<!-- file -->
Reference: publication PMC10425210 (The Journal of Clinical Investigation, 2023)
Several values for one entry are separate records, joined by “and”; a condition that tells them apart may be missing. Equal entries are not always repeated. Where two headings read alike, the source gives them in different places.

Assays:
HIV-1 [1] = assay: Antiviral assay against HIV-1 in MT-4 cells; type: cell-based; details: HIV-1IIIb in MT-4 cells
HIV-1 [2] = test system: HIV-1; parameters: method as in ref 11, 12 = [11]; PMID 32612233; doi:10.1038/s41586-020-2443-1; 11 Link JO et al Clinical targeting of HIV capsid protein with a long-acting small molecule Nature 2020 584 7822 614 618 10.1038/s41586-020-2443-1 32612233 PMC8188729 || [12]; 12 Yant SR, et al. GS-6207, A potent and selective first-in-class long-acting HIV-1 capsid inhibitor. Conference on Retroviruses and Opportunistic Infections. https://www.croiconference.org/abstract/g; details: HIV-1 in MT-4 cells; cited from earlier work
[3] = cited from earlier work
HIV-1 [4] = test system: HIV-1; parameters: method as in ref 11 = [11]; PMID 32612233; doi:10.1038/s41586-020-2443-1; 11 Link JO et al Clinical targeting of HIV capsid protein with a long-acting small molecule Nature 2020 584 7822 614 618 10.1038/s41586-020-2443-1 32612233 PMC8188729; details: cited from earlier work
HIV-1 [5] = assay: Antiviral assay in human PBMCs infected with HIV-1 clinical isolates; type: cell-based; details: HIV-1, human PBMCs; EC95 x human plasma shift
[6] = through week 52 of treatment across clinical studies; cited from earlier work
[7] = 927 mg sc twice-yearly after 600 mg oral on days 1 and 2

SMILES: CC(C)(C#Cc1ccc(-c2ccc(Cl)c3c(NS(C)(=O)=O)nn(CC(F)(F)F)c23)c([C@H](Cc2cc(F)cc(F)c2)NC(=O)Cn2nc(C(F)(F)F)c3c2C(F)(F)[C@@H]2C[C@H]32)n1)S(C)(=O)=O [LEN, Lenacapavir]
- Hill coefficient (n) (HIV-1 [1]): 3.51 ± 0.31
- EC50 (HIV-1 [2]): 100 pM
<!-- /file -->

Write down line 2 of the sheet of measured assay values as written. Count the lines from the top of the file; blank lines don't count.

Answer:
Several values for one entry are separate records, joined by “and”; a condition that tells them apart may be missing. Equal entries are not always repeated. Where two headings read alike, the source gives them in different places.